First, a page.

Hi Scott — sorry I am so late to reply.
R Scott Smith, PhD

Dr. Smith, thanks for the response. I don’t know why I’ve recently become so interested in this topic, but I have — so I appreciate you humoring me when you have a spare minute or two. When I log into Medium through my browser on my phone I don’t have a “response” box either.

OK so… do moral values exist? Like, are they immutable facts? I can imagine a few scenarios which would justify a “yes” answer but I believe I have a pretty succinct refutation for each. Here are some examples:

God/Gods: If moral values are divinely inspired or revealed, that makes it pretty easy to say that they’re absolute and self-justifying. However, this is a flawed concept because humans don’t all believe in the same, or any, deity — and we won’t ever know who’s right or wrong about that. Plus, even if we DID all believe in the same god, how would we know that this god is benevolent? Would this god’s moral directives be justified if they appeared to be in opposition to humanity’s well-being? What if the deity is evil, or perhaps an apathetic nihilist? How would we know? What about when the deity lays down the laws once, and for thousands of years stays silent while the needs of humanity change? I think that God/gods is an insufficient source of moral value determinations.

The Greater Good/Utilitarianism: (If you haven’t yet, maybe you should check out “desirism” or “desire utilitarianism.” I’m pretty interested in that one right now.) Maybe the “rightness” of an action is based upon it’s potential to bring about the most “good” for the most people. Sure, this makes more sense I guess… but who says what’s good? Is anything intrinsically good? Happiness, maybe? Why? That reminds me of the god thing. Plus, every single thing that we do or think creates an infinite momentum of cause and effect, which effectively makes a determination of the net-positive/net-negative consequence of anything impossibly complex. There isn’t a true and final “end” to the effects of any event. At what level of distance from its origination should an action’s consequences not matter anymore? This idea doesn’t work either. Although Utilitarianism doesn’t create intrinsic moral value, I think that Act Utilitarianism is the most sensible of the main “prescription” moral systems one can use on a personal level, and Rule Utilitarianism is the only sensible way to legislate.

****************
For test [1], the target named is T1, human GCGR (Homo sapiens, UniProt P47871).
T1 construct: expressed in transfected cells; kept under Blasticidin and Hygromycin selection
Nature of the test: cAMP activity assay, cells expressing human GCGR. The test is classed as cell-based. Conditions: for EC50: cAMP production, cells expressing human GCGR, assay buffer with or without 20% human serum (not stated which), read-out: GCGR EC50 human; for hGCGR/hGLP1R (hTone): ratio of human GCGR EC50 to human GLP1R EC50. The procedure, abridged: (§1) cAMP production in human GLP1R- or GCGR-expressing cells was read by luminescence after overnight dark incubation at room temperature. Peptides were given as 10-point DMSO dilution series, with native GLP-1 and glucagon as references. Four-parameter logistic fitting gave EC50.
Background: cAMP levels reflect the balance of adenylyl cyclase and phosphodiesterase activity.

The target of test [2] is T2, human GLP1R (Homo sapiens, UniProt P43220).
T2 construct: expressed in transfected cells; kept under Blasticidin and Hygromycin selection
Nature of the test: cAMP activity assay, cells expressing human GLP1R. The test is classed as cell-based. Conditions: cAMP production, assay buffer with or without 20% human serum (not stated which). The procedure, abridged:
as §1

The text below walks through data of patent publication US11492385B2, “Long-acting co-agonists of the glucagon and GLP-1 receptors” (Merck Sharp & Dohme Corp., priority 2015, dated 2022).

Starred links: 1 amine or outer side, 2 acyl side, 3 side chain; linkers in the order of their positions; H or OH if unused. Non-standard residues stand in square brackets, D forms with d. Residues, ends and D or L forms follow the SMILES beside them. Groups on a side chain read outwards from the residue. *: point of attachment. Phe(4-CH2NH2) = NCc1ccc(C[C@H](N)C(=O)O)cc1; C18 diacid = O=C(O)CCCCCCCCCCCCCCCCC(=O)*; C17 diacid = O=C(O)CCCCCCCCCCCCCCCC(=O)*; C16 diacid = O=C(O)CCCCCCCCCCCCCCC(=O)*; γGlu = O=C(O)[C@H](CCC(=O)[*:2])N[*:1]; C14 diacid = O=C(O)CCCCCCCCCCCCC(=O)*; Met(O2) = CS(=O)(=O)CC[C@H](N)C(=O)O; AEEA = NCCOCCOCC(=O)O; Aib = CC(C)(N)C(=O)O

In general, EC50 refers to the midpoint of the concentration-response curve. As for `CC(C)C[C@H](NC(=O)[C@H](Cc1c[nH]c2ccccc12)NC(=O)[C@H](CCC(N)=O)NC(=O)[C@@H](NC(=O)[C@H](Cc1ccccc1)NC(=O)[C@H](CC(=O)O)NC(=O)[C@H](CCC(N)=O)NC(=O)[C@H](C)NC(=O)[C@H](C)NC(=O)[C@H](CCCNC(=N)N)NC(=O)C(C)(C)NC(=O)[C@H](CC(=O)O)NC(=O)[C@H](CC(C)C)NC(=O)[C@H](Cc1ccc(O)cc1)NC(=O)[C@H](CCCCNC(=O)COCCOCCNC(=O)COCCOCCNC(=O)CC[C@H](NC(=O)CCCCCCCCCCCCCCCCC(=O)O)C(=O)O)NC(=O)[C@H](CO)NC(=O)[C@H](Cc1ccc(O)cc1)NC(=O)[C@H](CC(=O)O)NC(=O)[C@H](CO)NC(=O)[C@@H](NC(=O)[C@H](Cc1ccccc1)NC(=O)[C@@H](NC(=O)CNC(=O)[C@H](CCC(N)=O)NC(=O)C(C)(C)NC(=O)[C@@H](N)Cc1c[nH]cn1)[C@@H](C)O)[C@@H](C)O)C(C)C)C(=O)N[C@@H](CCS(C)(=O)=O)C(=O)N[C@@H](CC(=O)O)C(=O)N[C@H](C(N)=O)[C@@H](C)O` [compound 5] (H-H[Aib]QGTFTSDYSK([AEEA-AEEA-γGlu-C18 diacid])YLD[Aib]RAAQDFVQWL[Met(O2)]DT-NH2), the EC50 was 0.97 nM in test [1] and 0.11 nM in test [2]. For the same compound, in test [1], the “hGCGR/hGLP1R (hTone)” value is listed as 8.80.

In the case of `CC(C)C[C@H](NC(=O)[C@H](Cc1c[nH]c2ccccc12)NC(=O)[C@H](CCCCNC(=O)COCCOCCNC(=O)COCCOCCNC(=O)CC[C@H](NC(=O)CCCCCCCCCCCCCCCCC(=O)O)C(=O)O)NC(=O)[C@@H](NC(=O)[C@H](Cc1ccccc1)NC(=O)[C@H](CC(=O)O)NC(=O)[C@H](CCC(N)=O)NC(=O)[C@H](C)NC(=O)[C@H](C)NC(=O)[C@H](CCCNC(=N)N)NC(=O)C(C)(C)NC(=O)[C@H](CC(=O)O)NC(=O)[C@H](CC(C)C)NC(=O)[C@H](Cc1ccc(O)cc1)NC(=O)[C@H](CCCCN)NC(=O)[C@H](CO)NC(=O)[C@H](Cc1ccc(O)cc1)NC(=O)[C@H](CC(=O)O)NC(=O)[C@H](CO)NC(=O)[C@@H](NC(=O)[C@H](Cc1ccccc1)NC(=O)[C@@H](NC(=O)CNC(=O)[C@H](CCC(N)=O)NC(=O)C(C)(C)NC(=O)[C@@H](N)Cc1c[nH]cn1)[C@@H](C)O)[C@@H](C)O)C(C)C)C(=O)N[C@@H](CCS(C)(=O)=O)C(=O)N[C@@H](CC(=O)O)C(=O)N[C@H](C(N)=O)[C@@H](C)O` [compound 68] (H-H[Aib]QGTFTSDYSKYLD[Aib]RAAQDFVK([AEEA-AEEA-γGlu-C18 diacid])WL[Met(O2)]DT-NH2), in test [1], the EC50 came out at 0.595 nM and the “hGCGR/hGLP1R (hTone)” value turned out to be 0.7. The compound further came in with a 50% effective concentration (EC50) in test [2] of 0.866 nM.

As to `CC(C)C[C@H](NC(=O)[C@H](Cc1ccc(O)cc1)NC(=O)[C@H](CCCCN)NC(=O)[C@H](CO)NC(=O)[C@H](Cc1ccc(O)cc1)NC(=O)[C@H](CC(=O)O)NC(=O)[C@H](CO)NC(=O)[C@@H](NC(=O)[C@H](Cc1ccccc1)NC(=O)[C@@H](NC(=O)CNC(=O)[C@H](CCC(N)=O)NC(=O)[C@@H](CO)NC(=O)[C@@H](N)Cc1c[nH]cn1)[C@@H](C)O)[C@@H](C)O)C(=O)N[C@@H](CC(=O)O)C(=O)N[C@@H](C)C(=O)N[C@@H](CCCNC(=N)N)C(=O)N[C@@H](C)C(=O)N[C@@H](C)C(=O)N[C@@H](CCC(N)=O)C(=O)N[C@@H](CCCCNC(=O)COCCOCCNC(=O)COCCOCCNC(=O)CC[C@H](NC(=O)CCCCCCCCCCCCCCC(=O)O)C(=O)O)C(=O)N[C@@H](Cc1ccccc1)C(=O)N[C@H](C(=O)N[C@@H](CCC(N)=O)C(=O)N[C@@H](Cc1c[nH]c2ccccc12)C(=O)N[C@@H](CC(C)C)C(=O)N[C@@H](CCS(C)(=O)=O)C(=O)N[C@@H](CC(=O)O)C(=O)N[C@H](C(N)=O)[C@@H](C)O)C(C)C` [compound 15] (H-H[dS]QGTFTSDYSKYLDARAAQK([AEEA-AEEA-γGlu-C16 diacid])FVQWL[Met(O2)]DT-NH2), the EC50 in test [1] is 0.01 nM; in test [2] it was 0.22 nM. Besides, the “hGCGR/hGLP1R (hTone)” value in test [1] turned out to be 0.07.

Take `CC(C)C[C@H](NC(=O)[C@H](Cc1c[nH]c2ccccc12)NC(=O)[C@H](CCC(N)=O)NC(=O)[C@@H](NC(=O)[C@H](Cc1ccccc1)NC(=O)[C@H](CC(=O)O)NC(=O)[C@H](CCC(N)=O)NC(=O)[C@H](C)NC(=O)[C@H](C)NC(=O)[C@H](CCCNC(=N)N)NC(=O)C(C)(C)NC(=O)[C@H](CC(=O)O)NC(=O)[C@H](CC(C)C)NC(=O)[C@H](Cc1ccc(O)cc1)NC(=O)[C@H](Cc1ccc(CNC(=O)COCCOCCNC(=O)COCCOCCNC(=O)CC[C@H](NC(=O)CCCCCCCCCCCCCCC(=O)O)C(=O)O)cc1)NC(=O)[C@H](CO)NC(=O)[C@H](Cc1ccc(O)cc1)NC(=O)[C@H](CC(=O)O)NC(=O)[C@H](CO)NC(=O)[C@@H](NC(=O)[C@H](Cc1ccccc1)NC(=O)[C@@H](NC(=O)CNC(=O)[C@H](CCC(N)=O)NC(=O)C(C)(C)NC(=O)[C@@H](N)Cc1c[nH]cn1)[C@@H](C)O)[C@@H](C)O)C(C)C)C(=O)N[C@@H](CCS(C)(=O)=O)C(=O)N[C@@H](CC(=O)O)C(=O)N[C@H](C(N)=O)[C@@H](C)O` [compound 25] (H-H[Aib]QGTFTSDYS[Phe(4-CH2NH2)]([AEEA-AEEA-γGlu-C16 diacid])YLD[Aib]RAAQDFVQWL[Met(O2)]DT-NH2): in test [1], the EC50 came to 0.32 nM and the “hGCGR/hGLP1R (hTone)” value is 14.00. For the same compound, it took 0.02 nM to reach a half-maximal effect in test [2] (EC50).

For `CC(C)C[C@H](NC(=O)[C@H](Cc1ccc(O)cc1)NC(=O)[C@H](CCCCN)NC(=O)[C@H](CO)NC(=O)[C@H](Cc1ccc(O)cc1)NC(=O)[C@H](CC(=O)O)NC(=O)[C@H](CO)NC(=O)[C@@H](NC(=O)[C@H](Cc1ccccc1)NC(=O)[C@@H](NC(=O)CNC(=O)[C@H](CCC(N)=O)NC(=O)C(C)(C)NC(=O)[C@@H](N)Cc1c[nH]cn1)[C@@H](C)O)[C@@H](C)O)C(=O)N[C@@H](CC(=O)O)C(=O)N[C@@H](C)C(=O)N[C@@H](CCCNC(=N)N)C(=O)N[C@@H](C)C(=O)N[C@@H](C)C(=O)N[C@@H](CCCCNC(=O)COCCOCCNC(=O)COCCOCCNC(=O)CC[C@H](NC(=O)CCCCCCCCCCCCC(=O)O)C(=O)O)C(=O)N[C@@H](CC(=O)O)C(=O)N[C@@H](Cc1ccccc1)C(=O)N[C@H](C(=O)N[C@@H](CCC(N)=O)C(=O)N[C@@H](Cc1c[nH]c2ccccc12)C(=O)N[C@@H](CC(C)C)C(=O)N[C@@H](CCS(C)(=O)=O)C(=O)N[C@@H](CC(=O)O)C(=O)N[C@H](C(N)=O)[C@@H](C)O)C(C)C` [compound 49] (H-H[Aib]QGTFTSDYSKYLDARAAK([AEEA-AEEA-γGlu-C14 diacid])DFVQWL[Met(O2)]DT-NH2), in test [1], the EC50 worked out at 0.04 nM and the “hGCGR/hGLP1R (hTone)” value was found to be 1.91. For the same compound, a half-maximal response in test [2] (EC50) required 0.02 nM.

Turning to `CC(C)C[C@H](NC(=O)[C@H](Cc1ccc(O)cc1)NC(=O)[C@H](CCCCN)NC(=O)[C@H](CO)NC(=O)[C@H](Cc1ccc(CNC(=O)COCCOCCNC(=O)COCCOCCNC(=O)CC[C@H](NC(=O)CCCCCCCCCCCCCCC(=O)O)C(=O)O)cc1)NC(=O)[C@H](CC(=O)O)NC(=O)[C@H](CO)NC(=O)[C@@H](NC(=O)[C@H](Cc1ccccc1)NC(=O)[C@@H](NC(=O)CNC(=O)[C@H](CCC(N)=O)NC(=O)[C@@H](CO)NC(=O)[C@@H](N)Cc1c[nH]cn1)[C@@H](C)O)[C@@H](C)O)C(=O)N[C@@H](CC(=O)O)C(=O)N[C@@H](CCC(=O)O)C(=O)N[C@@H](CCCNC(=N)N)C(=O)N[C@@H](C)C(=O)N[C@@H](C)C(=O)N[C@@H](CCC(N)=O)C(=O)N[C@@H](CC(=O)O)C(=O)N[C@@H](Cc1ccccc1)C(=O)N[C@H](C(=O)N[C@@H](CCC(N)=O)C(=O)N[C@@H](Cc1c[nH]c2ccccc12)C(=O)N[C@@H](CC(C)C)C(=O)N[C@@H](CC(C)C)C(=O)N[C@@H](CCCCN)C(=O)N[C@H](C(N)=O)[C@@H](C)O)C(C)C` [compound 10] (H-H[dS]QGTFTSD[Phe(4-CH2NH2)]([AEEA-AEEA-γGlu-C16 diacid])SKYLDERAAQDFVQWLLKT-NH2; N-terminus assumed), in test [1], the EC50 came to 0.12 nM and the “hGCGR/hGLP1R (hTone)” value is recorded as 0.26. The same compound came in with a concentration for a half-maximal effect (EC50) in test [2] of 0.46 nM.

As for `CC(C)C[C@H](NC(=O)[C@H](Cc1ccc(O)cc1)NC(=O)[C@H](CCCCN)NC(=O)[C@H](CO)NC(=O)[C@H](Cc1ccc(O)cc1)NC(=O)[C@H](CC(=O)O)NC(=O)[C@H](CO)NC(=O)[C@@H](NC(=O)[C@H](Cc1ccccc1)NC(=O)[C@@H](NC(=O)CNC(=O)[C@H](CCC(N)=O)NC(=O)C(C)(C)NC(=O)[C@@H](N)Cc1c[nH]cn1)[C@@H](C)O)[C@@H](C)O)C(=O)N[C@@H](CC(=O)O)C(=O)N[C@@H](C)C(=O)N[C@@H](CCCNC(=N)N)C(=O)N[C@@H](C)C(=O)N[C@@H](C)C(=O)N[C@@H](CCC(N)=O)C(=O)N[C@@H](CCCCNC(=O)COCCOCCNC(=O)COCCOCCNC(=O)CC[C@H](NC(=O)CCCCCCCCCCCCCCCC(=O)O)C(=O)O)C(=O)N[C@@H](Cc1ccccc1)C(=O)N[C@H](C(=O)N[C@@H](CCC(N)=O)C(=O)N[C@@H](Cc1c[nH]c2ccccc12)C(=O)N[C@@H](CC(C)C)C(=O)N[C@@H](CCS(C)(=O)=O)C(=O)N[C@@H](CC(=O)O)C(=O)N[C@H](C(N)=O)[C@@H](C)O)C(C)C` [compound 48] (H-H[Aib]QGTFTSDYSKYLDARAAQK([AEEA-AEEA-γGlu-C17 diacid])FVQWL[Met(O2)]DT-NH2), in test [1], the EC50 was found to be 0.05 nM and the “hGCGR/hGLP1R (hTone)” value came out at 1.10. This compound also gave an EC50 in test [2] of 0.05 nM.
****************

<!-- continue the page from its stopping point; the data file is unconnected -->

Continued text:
Kantian Duty: The only thing that is intrinsically “good” is “good will” or good intention, since outcomes are unpredictable? I actually agree with that, on a functional level. However, ignoring outcome prediction when making action decisions seems to support the notion that outcomes aren’t important. If outcomes aren’t important, how can we learn from our actions? I get that it’s a golden rule kind of thing, and that’s cool… but it falls apart when considering intrinsic moral value. Subjective perception completely obliterates universal duty.

Here’s what I think: there’s no such thing as intrinsic moral value. Humans have evolved to require a certain set of baseline behaviors that aid us in cooperative living. It all boils down to basic human needs: emotional/psychological safety and physical safety. Cultural differences have resulted in moral value determinations that differ from each other because people from different cultures will likely have a dissimilar frame of reference, and therefore need different things in order to be emotionally and physically safe. However, a few things are ubiquitous: honesty, compassion (at least for your tribe), fairness, loyalty…. I’m probably missing a lot, that’s just off the top of my head. Those things are, as far as I know, valued just about everywhere and have been just about forever, but the manner in which a culture or society judges how actions work for or against those ubiquitous values is relative. And it should be!

So…. perception being subjective, moral truths are both relative and absolute. Relative in a broad, worldwide history-spanning sense; & absolute in a zoomed-in here-and-now sense.

Of course then there’s my wife, who beautifully simplifies the whole thing: “Think of stuff that assholes do. Then don’t do those things.”

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